Exploring Human Potential

Health Workforce Plans: Fuzzy Futures?

Posted on | April 21, 2011 | No Comments

Mike Magee

Workforce Issues in health care have become a health policy career track over the past two decades. The issue has been studied and re-studied, usually as an addendem to the status-quo. The most recent study, from the Alliance for Health Reform with the support of the Robert Wood Johnson Foundation goes a bit farther but still tip toes around the real issues.(1)

You should read the report yourself. It’s based on two blue ribbon meetings in the fall of 2010, and the input of a range of career workforce experts. It boldly lays out part of the story:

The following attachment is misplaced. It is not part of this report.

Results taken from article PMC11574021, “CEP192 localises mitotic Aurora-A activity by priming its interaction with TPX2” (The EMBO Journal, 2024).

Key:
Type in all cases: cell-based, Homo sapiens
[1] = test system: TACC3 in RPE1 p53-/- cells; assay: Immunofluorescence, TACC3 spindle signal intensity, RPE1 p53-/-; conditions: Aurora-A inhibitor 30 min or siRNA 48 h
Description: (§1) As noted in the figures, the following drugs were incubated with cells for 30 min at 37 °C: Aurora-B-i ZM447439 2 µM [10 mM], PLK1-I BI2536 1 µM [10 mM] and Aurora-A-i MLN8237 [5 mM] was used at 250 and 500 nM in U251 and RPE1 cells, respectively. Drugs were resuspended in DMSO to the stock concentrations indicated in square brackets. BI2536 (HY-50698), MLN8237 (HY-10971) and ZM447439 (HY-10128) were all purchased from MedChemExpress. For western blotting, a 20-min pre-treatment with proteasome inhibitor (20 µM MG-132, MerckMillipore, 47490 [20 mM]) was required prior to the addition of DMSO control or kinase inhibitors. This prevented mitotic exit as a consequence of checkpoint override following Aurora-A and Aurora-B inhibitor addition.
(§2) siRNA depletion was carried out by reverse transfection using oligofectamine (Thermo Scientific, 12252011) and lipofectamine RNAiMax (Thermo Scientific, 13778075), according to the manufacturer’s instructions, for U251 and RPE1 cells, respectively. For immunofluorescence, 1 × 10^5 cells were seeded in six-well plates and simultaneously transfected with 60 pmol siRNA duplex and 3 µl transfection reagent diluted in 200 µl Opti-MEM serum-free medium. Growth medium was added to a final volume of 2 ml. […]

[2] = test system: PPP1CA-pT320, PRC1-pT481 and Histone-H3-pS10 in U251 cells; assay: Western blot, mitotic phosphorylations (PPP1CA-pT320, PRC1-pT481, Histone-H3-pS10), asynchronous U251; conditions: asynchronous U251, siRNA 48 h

1. 40% of physicians are over 55 and 33% of nurses are over 50.
2. Medical school debt averages $145,000 for public and $180,000 for private medical schools.
3. We are an aging society and the Affordable Care Act will soon add 32 million to our insured population.
4. Some estimates say we will have a 25% shortage of physicians by 2025 – if they continue to do the same work they have done for the past century.
5. The number of direct care workers (not physicians or nurses) is expected to increase by 2018 by 35%.
6. Doctors groups have blocked independent nursing practice in all but 11 states in the Union.
7. The current workforce is largely non-mobile (meaning a patient has to go to someone’s brick and mortar to access care). 40% of the workers are in hospitals; 21% in extended care facilities; and 16% in ambulatory offices.
8. Health care doesn’t need a stimulus package. Since the financial crisis hit in December, 2007, the nation lost 8.4 million people – while health care employment expanded by 732,000

The report also suggests quietly that the world is changing. (CONTINUE….)


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